Sutematsu Kajiura found himself in the early 20th century where the known essential nutrients only consisted of amino acids, carbohydrates, fats, minerals and water. Therefore, scientists and doctors were navigating a battlefield without comprehensive knowledge of the terrain, being completely unaware of the essential sector of vitamins. This is the world in which our story was published and Kajiura was on a mission to find the cause of the ‘national disease,’ beriberi, now known to be caused primarily by thiamine (vitamin B1) deficiency. Though Kajiura discovered neither the cause nor the cure, he made major contributions to plant seed biology by identifying and isolating the major protein in rice, oryzenin, which was later studied indepth. In addition, he was unknowingly a part of the massive movement toward the discovery of vitamins, the newest member of the essential nutrient family.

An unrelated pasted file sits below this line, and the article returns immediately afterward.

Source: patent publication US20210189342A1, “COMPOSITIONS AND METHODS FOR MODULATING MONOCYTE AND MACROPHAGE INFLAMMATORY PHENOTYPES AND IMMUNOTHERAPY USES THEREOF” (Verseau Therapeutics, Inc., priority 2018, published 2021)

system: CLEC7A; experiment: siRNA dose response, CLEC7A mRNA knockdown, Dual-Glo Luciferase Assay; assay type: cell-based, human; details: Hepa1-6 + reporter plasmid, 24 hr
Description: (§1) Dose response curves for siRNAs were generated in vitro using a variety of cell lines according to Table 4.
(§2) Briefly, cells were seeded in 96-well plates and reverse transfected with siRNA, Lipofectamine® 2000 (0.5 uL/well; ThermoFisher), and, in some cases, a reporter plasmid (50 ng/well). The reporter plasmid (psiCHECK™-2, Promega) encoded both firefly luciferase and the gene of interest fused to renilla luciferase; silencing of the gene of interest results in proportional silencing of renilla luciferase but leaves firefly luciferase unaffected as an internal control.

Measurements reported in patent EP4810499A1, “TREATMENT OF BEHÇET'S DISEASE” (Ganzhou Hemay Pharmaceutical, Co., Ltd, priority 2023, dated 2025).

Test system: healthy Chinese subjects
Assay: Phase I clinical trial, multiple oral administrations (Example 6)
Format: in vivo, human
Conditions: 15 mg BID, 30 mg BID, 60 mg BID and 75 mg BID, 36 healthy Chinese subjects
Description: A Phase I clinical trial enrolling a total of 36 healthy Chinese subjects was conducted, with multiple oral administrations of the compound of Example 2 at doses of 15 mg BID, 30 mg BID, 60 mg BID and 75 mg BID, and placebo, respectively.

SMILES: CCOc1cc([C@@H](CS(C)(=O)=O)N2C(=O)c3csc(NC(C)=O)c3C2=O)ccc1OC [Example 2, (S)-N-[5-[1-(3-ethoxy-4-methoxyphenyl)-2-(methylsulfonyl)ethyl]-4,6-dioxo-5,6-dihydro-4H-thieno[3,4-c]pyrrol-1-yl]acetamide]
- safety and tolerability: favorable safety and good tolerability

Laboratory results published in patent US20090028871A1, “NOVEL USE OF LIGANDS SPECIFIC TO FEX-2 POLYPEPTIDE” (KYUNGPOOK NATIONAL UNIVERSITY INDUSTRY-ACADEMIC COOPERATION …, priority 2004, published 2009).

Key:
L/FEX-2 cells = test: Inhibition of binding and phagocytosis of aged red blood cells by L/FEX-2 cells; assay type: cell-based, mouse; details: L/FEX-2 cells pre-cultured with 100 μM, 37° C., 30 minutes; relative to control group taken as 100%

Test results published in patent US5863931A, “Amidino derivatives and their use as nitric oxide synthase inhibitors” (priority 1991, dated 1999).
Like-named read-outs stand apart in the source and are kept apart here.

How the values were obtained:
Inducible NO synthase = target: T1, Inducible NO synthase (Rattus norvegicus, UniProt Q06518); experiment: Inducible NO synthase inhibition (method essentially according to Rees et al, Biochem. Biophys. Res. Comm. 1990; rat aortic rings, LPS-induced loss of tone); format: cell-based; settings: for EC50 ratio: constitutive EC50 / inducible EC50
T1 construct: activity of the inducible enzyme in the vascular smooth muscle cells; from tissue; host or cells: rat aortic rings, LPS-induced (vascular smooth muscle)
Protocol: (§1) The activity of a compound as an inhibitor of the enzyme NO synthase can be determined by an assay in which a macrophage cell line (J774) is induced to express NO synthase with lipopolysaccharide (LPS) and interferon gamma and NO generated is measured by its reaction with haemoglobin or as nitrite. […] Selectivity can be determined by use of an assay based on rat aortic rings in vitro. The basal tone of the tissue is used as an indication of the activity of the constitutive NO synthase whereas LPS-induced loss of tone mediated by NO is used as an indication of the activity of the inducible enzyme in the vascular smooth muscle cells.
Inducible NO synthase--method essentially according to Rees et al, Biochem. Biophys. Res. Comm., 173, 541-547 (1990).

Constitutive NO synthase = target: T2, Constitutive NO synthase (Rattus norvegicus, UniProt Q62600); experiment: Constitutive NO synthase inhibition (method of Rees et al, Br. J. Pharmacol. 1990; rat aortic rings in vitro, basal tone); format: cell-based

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Feature| April 01 2017
Testing many keys in one lock: an unsuccessful yet fruitful quest for the cure of beri-beri
Megumi Takashima ;
Chiaki Sano ;
Biochem (Lond) (2017) 39 (2): 44–47.
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Megumi Takashima, Chiaki Sano, Motonari Uesugi; Testing many keys in one lock: an unsuccessful yet fruitful quest for the cure of beri-beri. Biochem (Lond) 1 April 2017; 39 (2): 44–47. doi: https://doi.org/10.1042/BIO03902044
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